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“Hey, Mom, what do I do when Joshua has a meltdown in the park because we have to go home?”
“He was screaming and crying and made himself so rigid I could hardly pick him up and strap him in the stroller. What is the best way to handle this? ”
Obviously my son never addresses me as Dr. Heins but I get many questions asking me how to deal with an 18-month-old’s tantrum.
Am I surprised that my adorable grandson has tantrums? Not at all.
Why are tantrums so common in young humans? Young and old alike we all experience frustrations daily. But we learn how to control ourselves. An 18-month-old feels as awful as we do when confronted with one of life’s frustrations but the child does not have either the verbal skills to explain what he or she is feeling or the emotional maturity to deal with strong feelings.
Plus the second year of life is when the child is developing independence and autonomy. Joshua wants to do things by himself including deciding when to leave the park. Alas, he lacks the skills needed to be independent and the wisdom to handle independence. Hence he explodes when his Daddy says it’s time to leave the park.
Parents need to do three things when confronted with a toddler tantrum. 1) Ignore the tantrum. 2) Do not give in. 3) Stay calm.
At home you can merely walk away–after making sure the child is safe. In a public place like the park or a store pick up and remove the child from the scene. The tricky part is, no matter how upset or embarrassed you are by the tantrum, act calm and speak softly. The louder your child screams, the lower the volume of your voice should get. And make your voice soothing. “Hush little guy, calm down, we’ll be home soon.”
The tantrumming child is out of control but also has an audience…you. A tantrum sure gets your attention as well as the attention of everybody else around. The more upset you get the more the tantrum succeeds. Sometimes the only option you have is to pick up the child using what I call the “attention-less hold.” Hold the child facing away from you, avoid getting kicked, and don’t talk. It’s OK to say soothingly, “I know you’re upset.” or “I’ll talk to you after you calm down.” but try not to say too much. Talking provides attention and attention can feed a tantrum or, even worse, can promote future tantrums. The child may think, Wow! When I cry and throw myself on the ground, Daddy does what I want! Bad message for your child to get.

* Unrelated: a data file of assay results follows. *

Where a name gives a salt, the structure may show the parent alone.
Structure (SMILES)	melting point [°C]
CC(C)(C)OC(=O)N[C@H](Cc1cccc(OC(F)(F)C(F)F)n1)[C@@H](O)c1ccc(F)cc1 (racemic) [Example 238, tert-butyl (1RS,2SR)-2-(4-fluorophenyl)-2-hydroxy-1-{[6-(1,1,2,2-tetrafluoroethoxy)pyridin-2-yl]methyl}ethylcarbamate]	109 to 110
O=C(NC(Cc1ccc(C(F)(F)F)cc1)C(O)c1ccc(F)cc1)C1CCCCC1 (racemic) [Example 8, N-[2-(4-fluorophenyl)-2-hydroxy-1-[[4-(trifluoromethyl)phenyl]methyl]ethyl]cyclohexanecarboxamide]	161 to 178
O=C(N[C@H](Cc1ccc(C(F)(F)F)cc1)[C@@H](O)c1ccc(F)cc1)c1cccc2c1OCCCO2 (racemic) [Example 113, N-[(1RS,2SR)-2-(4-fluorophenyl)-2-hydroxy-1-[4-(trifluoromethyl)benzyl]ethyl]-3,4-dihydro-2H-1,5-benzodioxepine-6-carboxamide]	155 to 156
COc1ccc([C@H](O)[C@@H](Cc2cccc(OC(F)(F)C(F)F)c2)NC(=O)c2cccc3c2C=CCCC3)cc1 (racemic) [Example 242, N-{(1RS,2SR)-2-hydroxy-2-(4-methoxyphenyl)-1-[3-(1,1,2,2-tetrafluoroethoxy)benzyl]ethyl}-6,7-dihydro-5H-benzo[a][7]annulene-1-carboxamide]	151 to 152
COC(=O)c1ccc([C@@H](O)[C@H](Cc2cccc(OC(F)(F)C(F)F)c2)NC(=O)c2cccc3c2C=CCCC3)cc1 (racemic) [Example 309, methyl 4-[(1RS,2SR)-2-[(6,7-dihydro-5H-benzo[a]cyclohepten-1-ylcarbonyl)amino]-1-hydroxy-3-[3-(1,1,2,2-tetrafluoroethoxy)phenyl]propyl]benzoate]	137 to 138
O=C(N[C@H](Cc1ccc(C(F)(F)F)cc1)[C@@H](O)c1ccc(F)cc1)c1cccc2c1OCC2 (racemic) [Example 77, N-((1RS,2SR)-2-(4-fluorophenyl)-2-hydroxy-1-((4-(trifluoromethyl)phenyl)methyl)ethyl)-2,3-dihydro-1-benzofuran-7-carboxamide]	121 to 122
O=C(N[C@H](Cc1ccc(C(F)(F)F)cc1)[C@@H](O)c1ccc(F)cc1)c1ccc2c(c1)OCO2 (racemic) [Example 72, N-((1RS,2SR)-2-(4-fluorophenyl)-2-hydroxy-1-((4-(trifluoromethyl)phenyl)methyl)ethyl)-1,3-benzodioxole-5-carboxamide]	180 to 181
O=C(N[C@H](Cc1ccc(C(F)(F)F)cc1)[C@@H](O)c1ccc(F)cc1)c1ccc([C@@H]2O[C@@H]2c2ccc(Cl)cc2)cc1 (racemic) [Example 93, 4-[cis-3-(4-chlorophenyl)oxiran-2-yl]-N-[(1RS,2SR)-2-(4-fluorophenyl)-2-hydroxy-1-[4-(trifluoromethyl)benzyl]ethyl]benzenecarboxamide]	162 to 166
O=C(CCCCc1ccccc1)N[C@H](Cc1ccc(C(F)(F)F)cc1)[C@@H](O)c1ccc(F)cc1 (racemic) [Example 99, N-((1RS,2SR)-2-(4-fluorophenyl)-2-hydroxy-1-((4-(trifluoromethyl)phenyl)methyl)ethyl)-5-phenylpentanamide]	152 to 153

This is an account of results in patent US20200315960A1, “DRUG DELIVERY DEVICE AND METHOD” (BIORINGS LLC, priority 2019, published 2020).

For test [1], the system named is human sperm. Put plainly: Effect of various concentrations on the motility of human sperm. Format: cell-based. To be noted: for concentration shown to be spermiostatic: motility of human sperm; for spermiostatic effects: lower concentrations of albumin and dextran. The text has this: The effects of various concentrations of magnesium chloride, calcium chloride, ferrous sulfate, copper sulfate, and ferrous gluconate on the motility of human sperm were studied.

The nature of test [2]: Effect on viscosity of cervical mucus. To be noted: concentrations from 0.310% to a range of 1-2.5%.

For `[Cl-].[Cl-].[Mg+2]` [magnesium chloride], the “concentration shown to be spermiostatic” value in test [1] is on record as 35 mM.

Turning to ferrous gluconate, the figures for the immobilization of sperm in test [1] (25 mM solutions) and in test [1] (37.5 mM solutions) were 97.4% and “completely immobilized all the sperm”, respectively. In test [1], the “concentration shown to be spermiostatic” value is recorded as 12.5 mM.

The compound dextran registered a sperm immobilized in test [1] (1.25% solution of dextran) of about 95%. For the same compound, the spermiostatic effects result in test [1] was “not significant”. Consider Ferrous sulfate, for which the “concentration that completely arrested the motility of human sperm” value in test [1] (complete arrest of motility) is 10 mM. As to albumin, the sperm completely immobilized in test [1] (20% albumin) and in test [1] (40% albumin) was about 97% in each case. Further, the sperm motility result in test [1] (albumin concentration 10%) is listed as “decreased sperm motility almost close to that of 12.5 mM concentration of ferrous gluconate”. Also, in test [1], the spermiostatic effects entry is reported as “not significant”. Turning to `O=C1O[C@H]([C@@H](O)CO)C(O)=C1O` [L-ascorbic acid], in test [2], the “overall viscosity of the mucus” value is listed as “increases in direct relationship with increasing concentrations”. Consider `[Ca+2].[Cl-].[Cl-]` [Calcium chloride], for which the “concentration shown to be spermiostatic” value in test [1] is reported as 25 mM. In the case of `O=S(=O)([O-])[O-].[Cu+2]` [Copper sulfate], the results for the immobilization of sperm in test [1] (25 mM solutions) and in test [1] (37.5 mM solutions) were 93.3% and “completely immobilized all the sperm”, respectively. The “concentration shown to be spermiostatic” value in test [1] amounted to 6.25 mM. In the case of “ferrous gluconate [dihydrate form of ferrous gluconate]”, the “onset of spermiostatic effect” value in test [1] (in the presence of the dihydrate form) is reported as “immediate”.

The best treatment for tantrums? Prevention. Don’t let your child get overtired, hungry or thirsty. Strollers must always be provisioned with water and a snack. Avoid situations likely to frustrate the child like shopping. Prevent frustration by giving the child all possible choices, and also by giving the child advance warning of what you are about to do, like leave the playground. One mother recently told me she uses the “one more thing” strategy. “We have to leave the park soon. You have time to do one more thing and then we leave.”
In my experience you can sometimes prevent a tantrum even in a tired child by speaking softly and keeping the pace slow and easy. Also try a quiet distraction ploy. “Joshua, let’s get in the stroller now and we will have time to go watch the ducks on the way home.”
Will the tantrum come back? Probably because a frustration your child cannot yet handle is likely to come back. Usually by the time a child is three, tantrums are a thing of the past. You can delay this maturation by giving in or paying attention to the tantrum, or you can speed it up by encouraging the child to verbalize anger.
Be a good role model. Don’t have tantrums yourself. However, let the child know that you, like all grown-ups, get angry. Let the child see your healthy ways of handling anger. Every child has to learn that it’s OK for people to feel anger but it’s not OK to act out your anger either physically or verbally. No swearing. One father I knew swore a lot until he heard his sweet little daughter use some of his unprintable utterences. From then on when he hit his thumb with a hammer he yelled, “Thumb tacks!”
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